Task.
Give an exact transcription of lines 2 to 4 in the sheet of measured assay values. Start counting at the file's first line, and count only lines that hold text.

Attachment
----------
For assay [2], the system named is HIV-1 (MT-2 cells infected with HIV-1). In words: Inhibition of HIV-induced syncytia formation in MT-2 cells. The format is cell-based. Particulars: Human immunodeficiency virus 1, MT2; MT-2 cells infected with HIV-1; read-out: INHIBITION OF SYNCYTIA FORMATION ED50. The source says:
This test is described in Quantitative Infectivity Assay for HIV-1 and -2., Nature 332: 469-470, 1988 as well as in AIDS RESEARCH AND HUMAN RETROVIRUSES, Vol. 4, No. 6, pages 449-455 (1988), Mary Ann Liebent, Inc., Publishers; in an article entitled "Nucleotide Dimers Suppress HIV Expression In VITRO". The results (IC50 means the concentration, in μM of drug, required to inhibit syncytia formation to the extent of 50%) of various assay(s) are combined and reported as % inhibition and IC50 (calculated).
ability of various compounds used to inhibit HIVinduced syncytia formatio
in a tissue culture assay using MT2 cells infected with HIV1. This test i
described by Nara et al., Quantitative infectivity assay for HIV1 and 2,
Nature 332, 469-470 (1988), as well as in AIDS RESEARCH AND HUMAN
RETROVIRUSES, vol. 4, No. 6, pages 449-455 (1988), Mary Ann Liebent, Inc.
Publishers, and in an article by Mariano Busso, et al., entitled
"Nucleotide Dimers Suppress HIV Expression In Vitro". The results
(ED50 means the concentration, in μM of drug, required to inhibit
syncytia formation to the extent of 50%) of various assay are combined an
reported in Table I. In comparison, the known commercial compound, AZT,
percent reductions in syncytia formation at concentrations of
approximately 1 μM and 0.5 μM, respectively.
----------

This test is described in Quantitative Infectivity Assay for HIV-1 and -2., Nature 332: 469-470, 1988 as well as in AIDS RESEARCH AND HUMAN RETROVIRUSES, Vol. 4, No. 6, pages 449-455 (1988), Mary Ann Liebent, Inc., Publishers; in an article entitled "Nucleotide Dimers Suppress HIV Expression In VITRO". The results (IC50 means the concentration, in μM of drug, required to inhibit syncytia formation to the extent of 50%) of various assay(s) are combined and reported as % inhibition and IC50 (calculated).
ability of various compounds used to inhibit HIVinduced syncytia formatio
in a tissue culture assay using MT2 cells infected with HIV1. This test i